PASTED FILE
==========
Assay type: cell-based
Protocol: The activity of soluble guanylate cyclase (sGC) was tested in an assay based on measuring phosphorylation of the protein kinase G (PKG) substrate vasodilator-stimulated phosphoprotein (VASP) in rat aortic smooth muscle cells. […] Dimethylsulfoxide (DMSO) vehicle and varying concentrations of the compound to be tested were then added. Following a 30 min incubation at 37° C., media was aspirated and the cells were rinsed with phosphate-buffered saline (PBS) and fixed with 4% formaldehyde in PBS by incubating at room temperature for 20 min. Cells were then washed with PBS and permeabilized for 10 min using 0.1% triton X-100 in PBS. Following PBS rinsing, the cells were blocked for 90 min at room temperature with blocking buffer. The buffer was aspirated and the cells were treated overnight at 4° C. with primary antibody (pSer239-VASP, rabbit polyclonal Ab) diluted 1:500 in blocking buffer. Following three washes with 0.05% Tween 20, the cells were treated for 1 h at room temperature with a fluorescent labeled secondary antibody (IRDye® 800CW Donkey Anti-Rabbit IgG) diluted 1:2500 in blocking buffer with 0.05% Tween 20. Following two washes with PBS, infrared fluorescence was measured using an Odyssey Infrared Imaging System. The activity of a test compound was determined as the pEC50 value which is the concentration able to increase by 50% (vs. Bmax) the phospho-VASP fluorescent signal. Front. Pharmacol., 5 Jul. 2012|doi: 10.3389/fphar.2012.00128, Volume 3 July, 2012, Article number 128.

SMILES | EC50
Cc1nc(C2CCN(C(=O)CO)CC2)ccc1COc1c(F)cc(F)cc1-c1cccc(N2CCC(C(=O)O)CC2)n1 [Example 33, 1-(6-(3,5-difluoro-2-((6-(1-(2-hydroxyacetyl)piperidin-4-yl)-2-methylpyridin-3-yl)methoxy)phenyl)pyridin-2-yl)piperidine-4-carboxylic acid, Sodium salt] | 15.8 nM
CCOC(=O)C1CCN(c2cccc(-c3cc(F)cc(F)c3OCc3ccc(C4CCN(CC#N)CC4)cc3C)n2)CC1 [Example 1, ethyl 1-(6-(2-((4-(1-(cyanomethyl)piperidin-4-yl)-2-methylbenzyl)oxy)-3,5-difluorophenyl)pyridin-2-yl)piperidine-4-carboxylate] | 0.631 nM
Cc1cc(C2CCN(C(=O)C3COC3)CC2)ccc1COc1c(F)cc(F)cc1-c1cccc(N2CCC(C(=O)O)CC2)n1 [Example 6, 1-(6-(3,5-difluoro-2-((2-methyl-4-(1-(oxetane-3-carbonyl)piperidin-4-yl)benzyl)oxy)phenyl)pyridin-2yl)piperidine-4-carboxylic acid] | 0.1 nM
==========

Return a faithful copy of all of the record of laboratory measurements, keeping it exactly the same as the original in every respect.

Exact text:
Assay type: cell-based
Protocol: The activity of soluble guanylate cyclase (sGC) was tested in an assay based on measuring phosphorylation of the protein kinase G (PKG) substrate vasodilator-stimulated phosphoprotein (VASP) in rat aortic smooth muscle cells. […] Dimethylsulfoxide (DMSO) vehicle and varying concentrations of the compound to be tested were then added. Following a 30 min incubation at 37° C., media was aspirated and the cells were rinsed with phosphate-buffered saline (PBS) and fixed with 4% formaldehyde in PBS by incubating at room temperature for 20 min. Cells were then washed with PBS and permeabilized for 10 min using 0.1% triton X-100 in PBS. Following PBS rinsing, the cells were blocked for 90 min at room temperature with blocking buffer. The buffer was aspirated and the cells were treated overnight at 4° C. with primary antibody (pSer239-VASP, rabbit polyclonal Ab) diluted 1:500 in blocking buffer. Following three washes with 0.05% Tween 20, the cells were treated for 1 h at room temperature with a fluorescent labeled secondary antibody (IRDye® 800CW Donkey Anti-Rabbit IgG) diluted 1:2500 in blocking buffer with 0.05% Tween 20. Following two washes with PBS, infrared fluorescence was measured using an Odyssey Infrared Imaging System. The activity of a test compound was determined as the pEC50 value which is the concentration able to increase by 50% (vs. Bmax) the phospho-VASP fluorescent signal. Front. Pharmacol., 5 Jul. 2012|doi: 10.3389/fphar.2012.00128, Volume 3 July, 2012, Article number 128.

SMILES | EC50
Cc1nc(C2CCN(C(=O)CO)CC2)ccc1COc1c(F)cc(F)cc1-c1cccc(N2CCC(C(=O)O)CC2)n1 [Example 33, 1-(6-(3,5-difluoro-2-((6-(1-(2-hydroxyacetyl)piperidin-4-yl)-2-methylpyridin-3-yl)methoxy)phenyl)pyridin-2-yl)piperidine-4-carboxylic acid, Sodium salt] | 15.8 nM
CCOC(=O)C1CCN(c2cccc(-c3cc(F)cc(F)c3OCc3ccc(C4CCN(CC#N)CC4)cc3C)n2)CC1 [Example 1, ethyl 1-(6-(2-((4-(1-(cyanomethyl)piperidin-4-yl)-2-methylbenzyl)oxy)-3,5-difluorophenyl)pyridin-2-yl)piperidine-4-carboxylate] | 0.631 nM
Cc1cc(C2CCN(C(=O)C3COC3)CC2)ccc1COc1c(F)cc(F)cc1-c1cccc(N2CCC(C(=O)O)CC2)n1 [Example 6, 1-(6-(3,5-difluoro-2-((2-methyl-4-(1-(oxetane-3-carbonyl)piperidin-4-yl)benzyl)oxy)phenyl)pyridin-2yl)piperidine-4-carboxylic acid] | 0.1 nM